STEM, Outdoor Badges Enrich Girl Scouts

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Smart elementary school students doing science experiment in class

Staff Report

With additional STEM and outdoor content for girls, available to troop leaders via a “digital assistant,” Girl Scouts makes it easier and more impactful to ignite the power of every girl. Girl Scouts of the Chesapeake Bay (GSCB) and Girl Scouts of the USA (GSUSA) released new badges in STEM (science, technology, engineering, and math) and the outdoors, areas girls are not typically encouraged to explore outside of Girl Scouting. The badges will debut on the organization’s first digital platform for volunteers, making it more accessible than ever to unleash the power of every girl.

At a time when 81 percent of American voters think preparing girls for leadership roles should be a national priority, GSUSA—the preeminent leadership development organization for girls—offers girls even more opportunities to learn skills and empower themselves with the experiences they need to succeed in life. And as the Girl Scout Research Institute releases new findings that confirm the outstanding leadership outcomes that Girl Scouts exhibit compared to their non–Girl Scout peers, there has never been a better time to join.

Through hands-on and age-appropriate experiences for girls as young as five, Girl Scouts is both enhancing the important outdoor opportunities the organization is known for and addressing the lack of exposure many girls have to STEM. In fact, Girl Scouts are almost twice as likely as non–Girl Scouts to participate in STEM and outdoor activities. With the introduction of 23 new badges, which marks the largest programming rollout in almost a decade, Girl Scouts can design robots and racecars, go on environmentally conscious camping trips, write code, collect data in the great outdoors, try their hand at engineering, and so much more. GSUSA created programming that included contributions from many notable organizations. Collaborators include the STEM-focused Code.org, GoldieBlox, SciStarter, Society of Women Engineers, and WGBH/Design Squad Global, as well as the outdoor-focused Leave No Trace Center for Outdoor Ethics.

A new report from the Girl Scout Research Institute, The Girl Scout Impact Study, shows that participating in Girl Scouts helps girls develop key leadership skills they need to be successful in life. Compared to their peers, Girl Scouts are more likely than non–Girl Scouts to be leaders because they have confidence in themselves and their abilities, 80% vs. 68%;act ethically and responsibly, and show concern for others, 75% vs. 59%; seek challenges and learn from setbacks, 62% vs. 42%; develop and maintain healthy relationships, 60% vs. 43%; identify and solve problems in their communities, 57% vs. 28%;  and take an active role in decision making, 80% vs. 51%.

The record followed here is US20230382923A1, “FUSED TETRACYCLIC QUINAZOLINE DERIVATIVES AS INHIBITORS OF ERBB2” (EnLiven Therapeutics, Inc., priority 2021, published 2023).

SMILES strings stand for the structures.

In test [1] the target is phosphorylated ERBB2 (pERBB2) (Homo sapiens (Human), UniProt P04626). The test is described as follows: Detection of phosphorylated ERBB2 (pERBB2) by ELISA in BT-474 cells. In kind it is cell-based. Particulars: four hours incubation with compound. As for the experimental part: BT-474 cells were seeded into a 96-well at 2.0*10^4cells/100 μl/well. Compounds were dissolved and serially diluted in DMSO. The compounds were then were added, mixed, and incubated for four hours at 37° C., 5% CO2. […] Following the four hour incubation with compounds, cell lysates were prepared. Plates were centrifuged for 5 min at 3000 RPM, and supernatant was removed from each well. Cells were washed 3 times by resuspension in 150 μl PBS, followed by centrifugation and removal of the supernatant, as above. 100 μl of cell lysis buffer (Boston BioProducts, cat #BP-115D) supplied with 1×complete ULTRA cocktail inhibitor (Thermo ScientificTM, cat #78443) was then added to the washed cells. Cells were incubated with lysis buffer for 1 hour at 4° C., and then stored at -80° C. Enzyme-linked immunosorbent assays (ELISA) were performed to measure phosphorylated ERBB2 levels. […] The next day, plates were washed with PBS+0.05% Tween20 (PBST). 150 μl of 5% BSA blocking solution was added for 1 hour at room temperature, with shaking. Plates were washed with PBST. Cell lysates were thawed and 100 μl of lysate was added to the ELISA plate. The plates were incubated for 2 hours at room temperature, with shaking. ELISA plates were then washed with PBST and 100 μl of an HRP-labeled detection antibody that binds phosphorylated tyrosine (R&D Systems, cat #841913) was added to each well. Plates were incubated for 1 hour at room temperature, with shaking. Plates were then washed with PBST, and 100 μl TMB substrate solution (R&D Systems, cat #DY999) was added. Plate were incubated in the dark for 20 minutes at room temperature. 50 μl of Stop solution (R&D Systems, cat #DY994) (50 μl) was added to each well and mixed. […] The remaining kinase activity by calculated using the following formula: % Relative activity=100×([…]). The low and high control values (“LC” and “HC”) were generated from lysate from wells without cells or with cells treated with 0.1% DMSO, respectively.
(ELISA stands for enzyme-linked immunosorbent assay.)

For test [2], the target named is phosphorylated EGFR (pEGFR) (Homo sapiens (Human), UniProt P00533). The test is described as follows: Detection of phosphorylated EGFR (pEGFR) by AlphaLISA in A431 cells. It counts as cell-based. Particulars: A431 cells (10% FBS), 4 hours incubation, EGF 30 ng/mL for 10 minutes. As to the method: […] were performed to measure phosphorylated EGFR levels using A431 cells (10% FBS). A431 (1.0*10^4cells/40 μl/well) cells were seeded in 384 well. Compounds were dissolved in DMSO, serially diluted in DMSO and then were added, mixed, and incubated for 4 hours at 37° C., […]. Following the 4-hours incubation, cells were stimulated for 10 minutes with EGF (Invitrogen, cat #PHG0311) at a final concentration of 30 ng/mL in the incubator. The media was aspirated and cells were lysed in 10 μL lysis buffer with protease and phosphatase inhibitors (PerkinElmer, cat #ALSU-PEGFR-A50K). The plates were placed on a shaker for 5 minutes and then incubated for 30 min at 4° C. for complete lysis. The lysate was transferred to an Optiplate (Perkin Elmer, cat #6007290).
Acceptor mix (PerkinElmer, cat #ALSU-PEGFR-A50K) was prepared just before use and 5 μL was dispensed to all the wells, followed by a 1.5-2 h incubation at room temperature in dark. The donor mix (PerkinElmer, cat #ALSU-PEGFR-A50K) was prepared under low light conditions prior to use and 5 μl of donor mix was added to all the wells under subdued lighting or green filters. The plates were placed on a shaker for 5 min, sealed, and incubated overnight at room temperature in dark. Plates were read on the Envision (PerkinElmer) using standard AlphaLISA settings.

Importantly, what girls gain through Girl Scouting positively affects all areas of their lives. For example, Girl Scouts do better than their non–Girl Scout peers in the classroom, earning better grades and aspiring to higher educational attainment, and are more likely to seek careers in STEM, law, and business—industries in which women are underrepresented. And the benefits of Girl Scouting are not exclusive to any particular demographic, which means that no matter where girls live or what their age or background, Girl Scouts can help them develop to their full potential and excel in all aspects of life.

“Now more than ever it’s important that we are moving at the speed of girls, and girls are telling us that they want more outdoor experiences and more advanced work in STEM,” said GSCB CEO Anne T. Hogan. “These new programs are bringing robotics, engineering and coding to our youngest Girl Scouts. We have been lucky to have so many community partners in the STEM field in our area and are a leader in STEM programming in the Girl Scout movement. DuPont and GSCB have been running Engineering Your Tomorrow for our middle school Girl Scouts for 28 years, and now we can bring engineering concepts to even younger girls. This is what sets Girl Scouting apart—these girls would not have these incredible experiences elsewhere.”

Anyone interested should visit www.gscb.org/join where they can fill out some information regarding their daughter and then see the opportunity catalog which will list local troops open to new girls as well as newly formed troops. Service Unit 11 serves families in the Milford and Lake Forest School District areas. Families can also e-mail the organization at gscbsu11@gmail.com or contact Service Unit Manager Jennifer Antonik at 302-858-3707 to find out more about opportunities in our area.

“We have some exciting things in store this year such as new trainings for volunteers in conjunction with the Milford Garden Club and other community entities,” said Antonik. “As one community organization servicing a large area, we really want to re-engage the community as a whole with our programming so we can best serve them and our families. We are also working on some service unit wide take action projects for the communities we serve. We are still searching for community partners for the year.”

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